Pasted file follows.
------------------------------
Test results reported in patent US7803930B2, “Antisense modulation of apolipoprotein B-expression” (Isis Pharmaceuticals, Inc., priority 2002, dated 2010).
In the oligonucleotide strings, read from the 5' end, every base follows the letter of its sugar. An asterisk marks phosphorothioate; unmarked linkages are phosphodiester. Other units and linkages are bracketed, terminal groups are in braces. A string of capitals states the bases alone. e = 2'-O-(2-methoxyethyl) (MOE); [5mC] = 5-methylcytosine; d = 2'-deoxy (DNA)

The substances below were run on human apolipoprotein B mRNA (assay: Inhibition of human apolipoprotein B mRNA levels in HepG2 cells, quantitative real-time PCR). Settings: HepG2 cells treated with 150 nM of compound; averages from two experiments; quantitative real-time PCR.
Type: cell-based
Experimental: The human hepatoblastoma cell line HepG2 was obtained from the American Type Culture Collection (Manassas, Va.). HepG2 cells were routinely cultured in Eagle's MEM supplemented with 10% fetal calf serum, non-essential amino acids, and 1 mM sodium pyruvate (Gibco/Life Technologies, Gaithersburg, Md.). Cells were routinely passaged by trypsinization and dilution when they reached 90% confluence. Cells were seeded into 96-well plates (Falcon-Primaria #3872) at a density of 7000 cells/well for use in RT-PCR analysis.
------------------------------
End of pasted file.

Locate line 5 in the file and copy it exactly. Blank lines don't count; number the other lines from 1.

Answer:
Experimental: The human hepatoblastoma cell line HepG2 was obtained from the American Type Culture Collection (Manassas, Va.). HepG2 cells were routinely cultured in Eagle's MEM supplemented with 10% fetal calf serum, non-essential amino acids, and 1 mM sodium pyruvate (Gibco/Life Technologies, Gaithersburg, Md.). Cells were routinely passaged by trypsinization and dilution when they reached 90% confluence. Cells were seeded into 96-well plates (Falcon-Primaria #3872) at a density of 7000 cells/well for use in RT-PCR analysis.